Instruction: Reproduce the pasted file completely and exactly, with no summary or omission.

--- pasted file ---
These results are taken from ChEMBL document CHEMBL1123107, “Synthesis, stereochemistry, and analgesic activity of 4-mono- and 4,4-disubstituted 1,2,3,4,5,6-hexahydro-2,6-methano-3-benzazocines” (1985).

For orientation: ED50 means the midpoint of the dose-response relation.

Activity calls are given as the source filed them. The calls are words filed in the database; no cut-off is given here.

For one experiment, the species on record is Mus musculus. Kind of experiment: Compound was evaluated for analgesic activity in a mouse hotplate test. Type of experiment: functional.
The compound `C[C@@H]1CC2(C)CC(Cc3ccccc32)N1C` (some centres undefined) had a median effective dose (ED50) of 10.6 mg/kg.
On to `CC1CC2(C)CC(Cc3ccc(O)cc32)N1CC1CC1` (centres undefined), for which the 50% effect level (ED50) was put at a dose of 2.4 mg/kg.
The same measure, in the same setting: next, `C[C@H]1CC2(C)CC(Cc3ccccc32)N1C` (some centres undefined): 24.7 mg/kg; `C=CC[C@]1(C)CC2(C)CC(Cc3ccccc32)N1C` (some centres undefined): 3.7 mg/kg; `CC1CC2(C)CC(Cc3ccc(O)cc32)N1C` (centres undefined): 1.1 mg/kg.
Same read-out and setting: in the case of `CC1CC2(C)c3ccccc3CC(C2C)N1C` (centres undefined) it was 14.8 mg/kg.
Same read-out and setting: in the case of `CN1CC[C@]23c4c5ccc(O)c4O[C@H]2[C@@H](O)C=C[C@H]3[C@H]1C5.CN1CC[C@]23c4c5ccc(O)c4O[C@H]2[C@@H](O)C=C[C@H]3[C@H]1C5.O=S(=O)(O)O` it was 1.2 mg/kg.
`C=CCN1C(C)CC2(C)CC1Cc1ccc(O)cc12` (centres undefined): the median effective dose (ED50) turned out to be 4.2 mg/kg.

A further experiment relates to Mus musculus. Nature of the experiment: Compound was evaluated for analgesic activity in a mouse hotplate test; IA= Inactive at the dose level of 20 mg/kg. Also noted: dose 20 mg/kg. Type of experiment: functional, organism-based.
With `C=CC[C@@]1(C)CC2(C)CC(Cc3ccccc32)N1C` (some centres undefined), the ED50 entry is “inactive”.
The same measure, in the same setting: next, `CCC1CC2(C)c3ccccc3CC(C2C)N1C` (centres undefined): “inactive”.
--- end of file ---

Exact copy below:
These results are taken from ChEMBL document CHEMBL1123107, “Synthesis, stereochemistry, and analgesic activity of 4-mono- and 4,4-disubstituted 1,2,3,4,5,6-hexahydro-2,6-methano-3-benzazocines” (1985).

For orientation: ED50 means the midpoint of the dose-response relation.

Activity calls are given as the source filed them. The calls are words filed in the database; no cut-off is given here.

For one experiment, the species on record is Mus musculus. Kind of experiment: Compound was evaluated for analgesic activity in a mouse hotplate test. Type of experiment: functional.
The compound `C[C@@H]1CC2(C)CC(Cc3ccccc32)N1C` (some centres undefined) had a median effective dose (ED50) of 10.6 mg/kg.
On to `CC1CC2(C)CC(Cc3ccc(O)cc32)N1CC1CC1` (centres undefined), for which the 50% effect level (ED50) was put at a dose of 2.4 mg/kg.
The same measure, in the same setting: next, `C[C@H]1CC2(C)CC(Cc3ccccc32)N1C` (some centres undefined): 24.7 mg/kg; `C=CC[C@]1(C)CC2(C)CC(Cc3ccccc32)N1C` (some centres undefined): 3.7 mg/kg; `CC1CC2(C)CC(Cc3ccc(O)cc32)N1C` (centres undefined): 1.1 mg/kg.
Same read-out and setting: in the case of `CC1CC2(C)c3ccccc3CC(C2C)N1C` (centres undefined) it was 14.8 mg/kg.
Same read-out and setting: in the case of `CN1CC[C@]23c4c5ccc(O)c4O[C@H]2[C@@H](O)C=C[C@H]3[C@H]1C5.CN1CC[C@]23c4c5ccc(O)c4O[C@H]2[C@@H](O)C=C[C@H]3[C@H]1C5.O=S(=O)(O)O` it was 1.2 mg/kg.
`C=CCN1C(C)CC2(C)CC1Cc1ccc(O)cc12` (centres undefined): the median effective dose (ED50) turned out to be 4.2 mg/kg.

A further experiment relates to Mus musculus. Nature of the experiment: Compound was evaluated for analgesic activity in a mouse hotplate test; IA= Inactive at the dose level of 20 mg/kg. Also noted: dose 20 mg/kg. Type of experiment: functional, organism-based.
With `C=CC[C@@]1(C)CC2(C)CC(Cc3ccccc32)N1C` (some centres undefined), the ED50 entry is “inactive”.
The same measure, in the same setting: next, `CCC1CC2(C)c3ccccc3CC(C2C)N1C` (centres undefined): “inactive”.